Inflammation is the immune system’s response to any traumatic event in the body tissues – from a demanding workout to a scraped knee to a bout of flu. Your immune system releases white blood cells to protect the area, and you will probably experience some redness, warmth and swelling in the affected spot – occasionally with soreness and pain where the process stimulates nerves. When you are injured, this happens in the affected spot. When you have flu, swelling and pain occur in the respiratory system, but might also contribute to the muscle and joint pain or headaches you experience.

“This is acute inflammation – it’s part of our defence system, and we all have it, happening in varying degrees and duration depending on what has caused it in the first place,” says Tim Spector, professor of genetic epidemiology at King’s College London. “It’s only a problem when it goes wrong, usually by overreacting in some way.” Crucially, though, acute inflammation is usually what you want to happen, and trying to prevent it might cause even more problems. We’ll come back to this.

What is going wrong?

Chronic inflammation is more of a worry. This happens when the body continues to send white blood cells on the attack in the absence of any threat. This disrupts normal bodily functions and can result in healthy tissues and organs being attacked. Autoimmune disease can bring it about, and so can foreign agents entering the body: it could be a serious problem, even if it’s not immediately evident.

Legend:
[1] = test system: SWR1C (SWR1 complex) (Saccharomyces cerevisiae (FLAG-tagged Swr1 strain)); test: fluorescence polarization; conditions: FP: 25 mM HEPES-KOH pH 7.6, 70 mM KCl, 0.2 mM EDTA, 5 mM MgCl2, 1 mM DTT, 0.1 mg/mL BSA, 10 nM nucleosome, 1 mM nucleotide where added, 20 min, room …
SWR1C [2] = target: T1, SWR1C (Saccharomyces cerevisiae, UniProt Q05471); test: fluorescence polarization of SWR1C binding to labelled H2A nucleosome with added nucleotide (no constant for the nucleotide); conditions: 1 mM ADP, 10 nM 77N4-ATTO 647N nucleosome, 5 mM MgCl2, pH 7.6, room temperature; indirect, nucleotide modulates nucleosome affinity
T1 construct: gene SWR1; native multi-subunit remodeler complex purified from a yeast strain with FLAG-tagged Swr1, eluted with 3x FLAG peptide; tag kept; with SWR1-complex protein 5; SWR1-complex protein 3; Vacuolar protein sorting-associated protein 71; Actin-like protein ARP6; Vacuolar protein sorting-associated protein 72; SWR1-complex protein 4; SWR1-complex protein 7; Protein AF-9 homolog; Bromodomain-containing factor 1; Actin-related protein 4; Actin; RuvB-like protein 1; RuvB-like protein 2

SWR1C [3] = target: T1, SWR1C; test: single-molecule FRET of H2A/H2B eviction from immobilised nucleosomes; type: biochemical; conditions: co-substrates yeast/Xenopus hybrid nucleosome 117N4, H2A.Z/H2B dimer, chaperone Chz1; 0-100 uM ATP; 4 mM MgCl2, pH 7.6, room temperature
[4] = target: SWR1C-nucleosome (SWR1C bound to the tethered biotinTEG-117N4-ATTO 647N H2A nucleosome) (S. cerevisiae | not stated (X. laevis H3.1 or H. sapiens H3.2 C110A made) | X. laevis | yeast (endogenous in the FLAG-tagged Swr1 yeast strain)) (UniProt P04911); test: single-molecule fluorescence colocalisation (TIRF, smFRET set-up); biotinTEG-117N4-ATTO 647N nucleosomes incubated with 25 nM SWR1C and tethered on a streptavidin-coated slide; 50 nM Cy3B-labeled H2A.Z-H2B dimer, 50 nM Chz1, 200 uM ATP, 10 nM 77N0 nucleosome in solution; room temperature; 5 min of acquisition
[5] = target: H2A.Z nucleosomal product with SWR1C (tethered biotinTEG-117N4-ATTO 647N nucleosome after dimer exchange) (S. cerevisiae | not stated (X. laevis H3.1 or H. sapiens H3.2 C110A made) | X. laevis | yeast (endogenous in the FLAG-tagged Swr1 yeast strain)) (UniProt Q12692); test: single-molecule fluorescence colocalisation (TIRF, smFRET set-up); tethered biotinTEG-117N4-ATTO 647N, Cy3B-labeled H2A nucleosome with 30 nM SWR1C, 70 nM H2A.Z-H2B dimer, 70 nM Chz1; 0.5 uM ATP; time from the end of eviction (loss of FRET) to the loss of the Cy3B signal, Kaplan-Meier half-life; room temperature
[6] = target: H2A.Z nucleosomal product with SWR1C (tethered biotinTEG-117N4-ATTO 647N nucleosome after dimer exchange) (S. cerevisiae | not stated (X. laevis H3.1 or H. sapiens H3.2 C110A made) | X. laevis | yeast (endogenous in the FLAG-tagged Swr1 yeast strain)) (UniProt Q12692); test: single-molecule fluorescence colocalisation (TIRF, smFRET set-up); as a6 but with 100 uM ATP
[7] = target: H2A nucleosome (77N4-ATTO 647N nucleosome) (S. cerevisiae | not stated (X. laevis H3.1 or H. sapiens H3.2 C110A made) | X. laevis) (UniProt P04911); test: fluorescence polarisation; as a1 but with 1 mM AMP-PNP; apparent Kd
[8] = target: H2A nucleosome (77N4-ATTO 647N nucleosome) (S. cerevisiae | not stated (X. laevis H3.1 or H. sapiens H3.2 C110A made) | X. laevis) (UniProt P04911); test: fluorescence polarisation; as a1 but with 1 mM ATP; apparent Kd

“I think we are realising that chronic inflammation is part of many diseases we didn’t think it was previously involved in,” says Spector. “Nearly every disease is associated with some disorder of inflammation and it’s now considered a key part of ageing. So chronic inflammation really is an issue and something we should be trying to reduce.”

It tends to be less obvious than acute inflammation – it often causes fatigue, but any pain will be less localised. Crucially, the causes still aren’t fully understood.